LAPACK versions change, and so do BLAS versions; they may use different algorithms from version to version, or different ordering conventions, even though $A = QR$ with $Q$ orthogonal and $R$ is upper triangular, regardless of version. These changes make reproducibility a challenge. Even the tolerance you use for your numerical rank determination is a judgment call; you appear to be using a standard tolerance.

I ended up using NumPy to prototype my results for QR factorization, because it uses the system BLAS and LAPACK libraries. NumPy and SciPy isn't a drop-in replacement for MATLAB, because the two libraries combined lack some of MATLAB's functionality, but for this particular linear algebra task, Python + NumPy + SciPy + Matplotlib should work well.

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Getting the same the software stack as Matlab is impossible I think. Using another environment for prototyping is also not wanted. The problem is the code works in Matlab correctly, but not in C. – Grisu Mar 28 '12 at 8:37
@Grisu: I think it'd be very difficult to get the same software stack, short of attempting to link in their libraries. What I'm confused about is how you know the result in MATLAB is correct and the result in C is wrong. Is this some sort of test matrix that has known properties? More to the point, AronAhmadia is right; beyond replicating the architecture and the software stack, you can't expect to get the same results with an unstable algorithm. I was basically told the same thing in the MATLAB forums two years ago. – Geoff Oxberry Mar 28 '12 at 17:57
In my opinion the QR is not unstable. I can not directly check which QR decomposition is right, but from the rank and the Q matrix I compute a projector and there I can easily verify if a get good or bad results and the one from Matlab are good. But I try linking against the Matlab libraries. – Grisu Mar 29 '12 at 8:19
@Grisu: There's a distinct difference between good results and correct results. I recently implemented a calculation incorrectly that made my results look wonderful. Nevertheless, the calculation was wrong, and the correct calculation made my results look less impressive (but thankfully, illustrates that my results are correct). Are you attempting to calculate an orthogonal projector or an oblique projector? (I ask because significant parts of my thesis are on oblique projectors.) – Geoff Oxberry Mar 29 '12 at 19:19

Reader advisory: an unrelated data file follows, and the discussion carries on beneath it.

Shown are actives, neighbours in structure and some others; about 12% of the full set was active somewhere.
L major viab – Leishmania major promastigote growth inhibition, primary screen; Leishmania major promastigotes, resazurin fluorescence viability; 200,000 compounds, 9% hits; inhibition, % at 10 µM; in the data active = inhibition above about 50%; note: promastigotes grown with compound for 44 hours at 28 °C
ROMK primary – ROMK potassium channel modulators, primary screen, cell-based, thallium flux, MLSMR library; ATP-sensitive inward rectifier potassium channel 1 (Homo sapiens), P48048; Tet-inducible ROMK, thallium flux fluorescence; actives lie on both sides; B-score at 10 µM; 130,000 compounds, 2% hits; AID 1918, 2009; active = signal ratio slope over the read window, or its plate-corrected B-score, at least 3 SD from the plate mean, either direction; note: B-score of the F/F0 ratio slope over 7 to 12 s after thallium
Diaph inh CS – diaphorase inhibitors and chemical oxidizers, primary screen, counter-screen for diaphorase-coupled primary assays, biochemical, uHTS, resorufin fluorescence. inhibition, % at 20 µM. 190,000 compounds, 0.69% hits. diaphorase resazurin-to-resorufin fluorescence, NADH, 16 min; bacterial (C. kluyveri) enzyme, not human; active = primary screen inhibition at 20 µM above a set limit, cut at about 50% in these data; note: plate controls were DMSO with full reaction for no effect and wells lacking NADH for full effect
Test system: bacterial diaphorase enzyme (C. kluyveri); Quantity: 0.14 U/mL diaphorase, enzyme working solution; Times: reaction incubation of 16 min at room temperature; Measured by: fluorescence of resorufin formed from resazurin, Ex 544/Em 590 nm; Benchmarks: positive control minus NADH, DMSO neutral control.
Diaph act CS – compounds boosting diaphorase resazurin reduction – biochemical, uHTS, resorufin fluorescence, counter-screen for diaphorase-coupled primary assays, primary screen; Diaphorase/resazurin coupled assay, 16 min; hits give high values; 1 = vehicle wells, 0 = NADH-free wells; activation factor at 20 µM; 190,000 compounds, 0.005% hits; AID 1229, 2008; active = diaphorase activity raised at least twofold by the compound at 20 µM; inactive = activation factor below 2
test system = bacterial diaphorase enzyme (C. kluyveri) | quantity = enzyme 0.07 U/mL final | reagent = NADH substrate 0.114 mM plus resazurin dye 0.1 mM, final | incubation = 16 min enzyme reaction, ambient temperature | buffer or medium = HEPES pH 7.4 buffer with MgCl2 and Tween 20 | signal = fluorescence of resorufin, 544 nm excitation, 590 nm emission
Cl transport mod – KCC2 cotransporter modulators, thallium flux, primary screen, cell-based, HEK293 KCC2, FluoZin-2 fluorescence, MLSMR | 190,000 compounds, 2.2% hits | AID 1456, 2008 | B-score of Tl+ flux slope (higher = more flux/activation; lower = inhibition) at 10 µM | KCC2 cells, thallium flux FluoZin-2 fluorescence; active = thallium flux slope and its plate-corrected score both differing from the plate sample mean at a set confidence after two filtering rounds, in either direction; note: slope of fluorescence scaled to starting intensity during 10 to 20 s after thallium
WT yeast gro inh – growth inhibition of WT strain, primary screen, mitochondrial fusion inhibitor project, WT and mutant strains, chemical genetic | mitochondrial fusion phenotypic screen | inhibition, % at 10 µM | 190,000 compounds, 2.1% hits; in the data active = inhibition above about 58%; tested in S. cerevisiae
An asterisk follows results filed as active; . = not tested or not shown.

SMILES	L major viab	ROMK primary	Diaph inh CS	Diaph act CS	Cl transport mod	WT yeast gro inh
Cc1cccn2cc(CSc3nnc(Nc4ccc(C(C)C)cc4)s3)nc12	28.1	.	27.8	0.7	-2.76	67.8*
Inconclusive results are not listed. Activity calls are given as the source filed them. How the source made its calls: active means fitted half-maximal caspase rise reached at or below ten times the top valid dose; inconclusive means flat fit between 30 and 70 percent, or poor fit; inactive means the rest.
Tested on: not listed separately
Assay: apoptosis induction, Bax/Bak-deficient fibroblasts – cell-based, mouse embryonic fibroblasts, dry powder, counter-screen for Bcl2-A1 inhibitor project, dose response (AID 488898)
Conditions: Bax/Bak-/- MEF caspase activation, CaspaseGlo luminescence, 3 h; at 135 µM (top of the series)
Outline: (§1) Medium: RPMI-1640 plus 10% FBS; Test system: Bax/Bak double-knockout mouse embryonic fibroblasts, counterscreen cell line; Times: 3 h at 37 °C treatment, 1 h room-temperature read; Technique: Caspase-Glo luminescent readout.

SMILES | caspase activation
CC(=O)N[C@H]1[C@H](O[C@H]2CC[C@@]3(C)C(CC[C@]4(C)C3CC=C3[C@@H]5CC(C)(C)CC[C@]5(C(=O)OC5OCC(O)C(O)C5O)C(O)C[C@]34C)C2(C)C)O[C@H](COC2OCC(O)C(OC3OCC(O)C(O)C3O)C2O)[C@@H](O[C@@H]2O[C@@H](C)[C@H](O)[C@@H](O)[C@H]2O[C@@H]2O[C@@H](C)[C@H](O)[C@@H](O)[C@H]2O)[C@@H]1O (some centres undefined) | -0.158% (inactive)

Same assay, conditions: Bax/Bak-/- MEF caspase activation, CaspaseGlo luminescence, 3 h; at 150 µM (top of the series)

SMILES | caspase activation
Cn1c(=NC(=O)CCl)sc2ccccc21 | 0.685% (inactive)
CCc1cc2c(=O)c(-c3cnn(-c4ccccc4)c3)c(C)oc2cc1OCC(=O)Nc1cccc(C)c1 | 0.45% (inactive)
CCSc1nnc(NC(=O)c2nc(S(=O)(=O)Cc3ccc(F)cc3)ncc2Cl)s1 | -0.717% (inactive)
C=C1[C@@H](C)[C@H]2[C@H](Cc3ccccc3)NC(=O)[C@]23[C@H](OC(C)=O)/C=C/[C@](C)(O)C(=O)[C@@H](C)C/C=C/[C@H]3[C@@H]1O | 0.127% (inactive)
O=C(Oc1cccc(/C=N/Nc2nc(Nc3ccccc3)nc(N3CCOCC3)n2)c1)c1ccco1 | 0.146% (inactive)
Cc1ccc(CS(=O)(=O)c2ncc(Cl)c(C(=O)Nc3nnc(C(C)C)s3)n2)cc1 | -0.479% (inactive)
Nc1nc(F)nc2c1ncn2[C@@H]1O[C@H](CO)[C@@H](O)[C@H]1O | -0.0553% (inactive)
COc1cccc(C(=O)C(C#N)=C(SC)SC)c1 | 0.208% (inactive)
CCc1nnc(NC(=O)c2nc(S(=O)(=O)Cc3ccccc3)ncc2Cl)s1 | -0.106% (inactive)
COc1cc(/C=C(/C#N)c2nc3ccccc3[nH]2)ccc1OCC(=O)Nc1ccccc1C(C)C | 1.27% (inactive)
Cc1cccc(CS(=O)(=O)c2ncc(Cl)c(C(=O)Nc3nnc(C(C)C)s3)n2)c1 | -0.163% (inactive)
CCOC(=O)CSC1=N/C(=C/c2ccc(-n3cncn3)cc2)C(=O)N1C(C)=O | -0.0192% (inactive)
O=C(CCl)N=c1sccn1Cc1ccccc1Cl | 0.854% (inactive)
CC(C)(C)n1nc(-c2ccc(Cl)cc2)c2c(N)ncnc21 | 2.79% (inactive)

@GeoffOxberry: fwiw, on my version of MATLAB, I can call internal.matlab.language.versionPlugins.blas and internal.matlab.language.versionPlugins.lapack to get BLAS and LAPACK versions – Amro Apr 26 '13 at 0:59

See Leslie Foster's page on rank-revealing software. See also this LAPACK Working Note analyzing failures of rank-revealing QR xGEQP3.

You should be able to find out what routines MATLAB uses by setting breakpoints in a debugger and examining the stack. Last I looked, admittedly several years ago, MATLAB used shared libraries, in which case the symbol names cannot be stripped, so you will see the function names on the call stack (but not arguments because it definitely isn't keeping debugging information).

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The page on rank-revealing software did not help. The RRQR procedure described there was the first thing I use in my idea but it gives even worse results than the column pivoting idea does. – Grisu Mar 28 '12 at 10:17
@Grisu - It should have helped you. The xGEQP3 algorithm is not completely safe for revealing rank. If you want to guarantee that you get the right result, you should use the SVD or a safer QR such as xGEQPX or xGEQPY. You cannot expect an unstable algorithm to return the same result on different architectures or in different implementations (MATLAB is probably using an older LAPACK). – Aron Ahmadia Mar 28 '12 at 14:00
I know that the GEQP3 is not rank-revealing but, it gives more correct results than the RRQR subroutines do. Using an SVD is too expensive in my outer algorithm. I'll also talk to one of the authors of LAWN-176 and he thinks this error is not covered by the bug. I also tried DGEQPF/DGEQP3 from LAPACK 3.0.0 with the same results. – Grisu Mar 28 '12 at 14:26